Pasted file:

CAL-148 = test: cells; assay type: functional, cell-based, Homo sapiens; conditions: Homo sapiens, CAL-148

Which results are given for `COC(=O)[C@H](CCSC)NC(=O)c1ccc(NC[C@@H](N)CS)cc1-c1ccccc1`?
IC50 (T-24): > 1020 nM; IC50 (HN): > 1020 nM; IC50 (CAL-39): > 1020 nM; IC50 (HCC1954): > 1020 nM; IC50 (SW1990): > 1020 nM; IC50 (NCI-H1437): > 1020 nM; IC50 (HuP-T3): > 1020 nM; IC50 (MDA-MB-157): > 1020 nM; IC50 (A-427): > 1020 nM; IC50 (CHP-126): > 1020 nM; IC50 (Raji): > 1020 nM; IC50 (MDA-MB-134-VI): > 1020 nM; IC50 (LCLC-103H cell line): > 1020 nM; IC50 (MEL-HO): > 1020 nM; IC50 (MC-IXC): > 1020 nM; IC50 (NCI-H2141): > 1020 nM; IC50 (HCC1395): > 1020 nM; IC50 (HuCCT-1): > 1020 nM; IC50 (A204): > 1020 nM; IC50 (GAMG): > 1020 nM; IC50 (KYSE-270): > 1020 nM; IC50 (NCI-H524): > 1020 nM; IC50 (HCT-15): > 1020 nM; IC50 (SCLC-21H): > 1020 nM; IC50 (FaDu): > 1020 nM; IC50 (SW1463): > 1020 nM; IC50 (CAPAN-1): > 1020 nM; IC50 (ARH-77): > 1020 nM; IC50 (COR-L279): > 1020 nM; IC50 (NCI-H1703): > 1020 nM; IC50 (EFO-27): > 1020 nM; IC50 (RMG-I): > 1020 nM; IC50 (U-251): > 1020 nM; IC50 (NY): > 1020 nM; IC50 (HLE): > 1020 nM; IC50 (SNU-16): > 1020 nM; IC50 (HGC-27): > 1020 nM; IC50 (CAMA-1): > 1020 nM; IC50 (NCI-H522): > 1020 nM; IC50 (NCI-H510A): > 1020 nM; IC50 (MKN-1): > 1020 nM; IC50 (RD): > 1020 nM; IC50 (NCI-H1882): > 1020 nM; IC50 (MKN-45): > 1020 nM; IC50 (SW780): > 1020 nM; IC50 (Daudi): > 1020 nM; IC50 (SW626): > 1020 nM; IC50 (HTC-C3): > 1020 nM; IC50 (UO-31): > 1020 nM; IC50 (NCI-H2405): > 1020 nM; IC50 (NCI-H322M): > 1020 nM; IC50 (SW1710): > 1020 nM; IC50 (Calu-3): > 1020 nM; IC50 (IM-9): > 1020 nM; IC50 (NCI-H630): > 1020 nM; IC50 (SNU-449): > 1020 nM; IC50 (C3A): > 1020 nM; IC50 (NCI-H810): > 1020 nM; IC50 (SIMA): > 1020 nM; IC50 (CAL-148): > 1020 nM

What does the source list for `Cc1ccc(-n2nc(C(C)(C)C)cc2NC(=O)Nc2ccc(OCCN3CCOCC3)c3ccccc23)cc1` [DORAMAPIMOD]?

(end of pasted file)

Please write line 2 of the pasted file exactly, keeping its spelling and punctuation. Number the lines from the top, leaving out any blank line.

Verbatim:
Which results are given for `COC(=O)[C@H](CCSC)NC(=O)c1ccc(NC[C@@H](N)CS)cc1-c1ccccc1`?